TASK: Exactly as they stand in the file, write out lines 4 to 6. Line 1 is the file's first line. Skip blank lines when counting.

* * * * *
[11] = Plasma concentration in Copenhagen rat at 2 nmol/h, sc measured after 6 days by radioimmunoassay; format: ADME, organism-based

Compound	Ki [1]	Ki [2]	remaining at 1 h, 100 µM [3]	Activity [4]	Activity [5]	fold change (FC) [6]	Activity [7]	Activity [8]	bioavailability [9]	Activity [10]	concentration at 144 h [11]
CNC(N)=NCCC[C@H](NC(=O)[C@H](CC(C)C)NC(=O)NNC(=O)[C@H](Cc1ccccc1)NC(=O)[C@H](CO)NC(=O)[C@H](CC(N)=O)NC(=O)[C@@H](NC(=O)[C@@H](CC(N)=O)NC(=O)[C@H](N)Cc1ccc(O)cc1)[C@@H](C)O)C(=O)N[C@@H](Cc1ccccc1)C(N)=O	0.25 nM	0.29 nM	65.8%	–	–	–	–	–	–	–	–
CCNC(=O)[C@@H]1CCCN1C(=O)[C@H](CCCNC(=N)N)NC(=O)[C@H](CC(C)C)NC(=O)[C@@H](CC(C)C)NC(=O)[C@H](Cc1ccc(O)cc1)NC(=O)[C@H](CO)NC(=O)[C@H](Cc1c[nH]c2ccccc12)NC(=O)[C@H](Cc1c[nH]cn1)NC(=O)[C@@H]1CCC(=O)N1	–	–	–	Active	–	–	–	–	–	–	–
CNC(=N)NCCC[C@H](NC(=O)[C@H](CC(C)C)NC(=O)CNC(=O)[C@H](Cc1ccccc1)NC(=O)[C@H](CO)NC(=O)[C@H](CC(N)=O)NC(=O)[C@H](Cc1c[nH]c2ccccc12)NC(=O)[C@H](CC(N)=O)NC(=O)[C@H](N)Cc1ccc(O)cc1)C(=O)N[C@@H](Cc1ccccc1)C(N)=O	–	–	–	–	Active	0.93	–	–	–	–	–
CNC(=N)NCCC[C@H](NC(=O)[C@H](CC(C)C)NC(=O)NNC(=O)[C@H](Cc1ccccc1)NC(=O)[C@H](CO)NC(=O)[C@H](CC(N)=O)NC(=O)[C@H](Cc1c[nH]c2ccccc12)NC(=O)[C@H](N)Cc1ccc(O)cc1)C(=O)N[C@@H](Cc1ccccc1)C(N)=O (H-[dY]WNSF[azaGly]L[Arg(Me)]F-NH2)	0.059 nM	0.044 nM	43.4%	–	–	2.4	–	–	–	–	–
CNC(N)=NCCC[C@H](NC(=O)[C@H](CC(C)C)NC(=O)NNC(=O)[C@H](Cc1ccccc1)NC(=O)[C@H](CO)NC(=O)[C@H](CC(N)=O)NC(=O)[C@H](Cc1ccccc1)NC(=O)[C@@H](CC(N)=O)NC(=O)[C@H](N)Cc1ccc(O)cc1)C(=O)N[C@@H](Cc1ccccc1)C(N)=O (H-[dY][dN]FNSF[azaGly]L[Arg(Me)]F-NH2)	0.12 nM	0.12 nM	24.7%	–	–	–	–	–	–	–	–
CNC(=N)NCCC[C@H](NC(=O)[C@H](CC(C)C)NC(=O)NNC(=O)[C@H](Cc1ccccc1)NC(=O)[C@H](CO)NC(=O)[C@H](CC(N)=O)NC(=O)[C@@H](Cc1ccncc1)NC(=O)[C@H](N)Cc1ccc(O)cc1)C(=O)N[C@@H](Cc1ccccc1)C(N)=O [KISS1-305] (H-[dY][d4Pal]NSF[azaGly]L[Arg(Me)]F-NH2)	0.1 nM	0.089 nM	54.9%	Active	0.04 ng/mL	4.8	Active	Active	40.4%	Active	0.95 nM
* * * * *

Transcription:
CCNC(=O)[C@@H]1CCCN1C(=O)[C@H](CCCNC(=N)N)NC(=O)[C@H](CC(C)C)NC(=O)[C@@H](CC(C)C)NC(=O)[C@H](Cc1ccc(O)cc1)NC(=O)[C@H](CO)NC(=O)[C@H](Cc1c[nH]c2ccccc12)NC(=O)[C@H](Cc1c[nH]cn1)NC(=O)[C@@H]1CCC(=O)N1	–	–	–	Active	–	–	–	–	–	–	–
CNC(=N)NCCC[C@H](NC(=O)[C@H](CC(C)C)NC(=O)CNC(=O)[C@H](Cc1ccccc1)NC(=O)[C@H](CO)NC(=O)[C@H](CC(N)=O)NC(=O)[C@H](Cc1c[nH]c2ccccc12)NC(=O)[C@H](CC(N)=O)NC(=O)[C@H](N)Cc1ccc(O)cc1)C(=O)N[C@@H](Cc1ccccc1)C(N)=O	–	–	–	–	Active	0.93	–	–	–	–	–
CNC(=N)NCCC[C@H](NC(=O)[C@H](CC(C)C)NC(=O)NNC(=O)[C@H](Cc1ccccc1)NC(=O)[C@H](CO)NC(=O)[C@H](CC(N)=O)NC(=O)[C@H](Cc1c[nH]c2ccccc12)NC(=O)[C@H](N)Cc1ccc(O)cc1)C(=O)N[C@@H](Cc1ccccc1)C(N)=O (H-[dY]WNSF[azaGly]L[Arg(Me)]F-NH2)	0.059 nM	0.044 nM	43.4%	–	–	2.4	–	–	–	–	–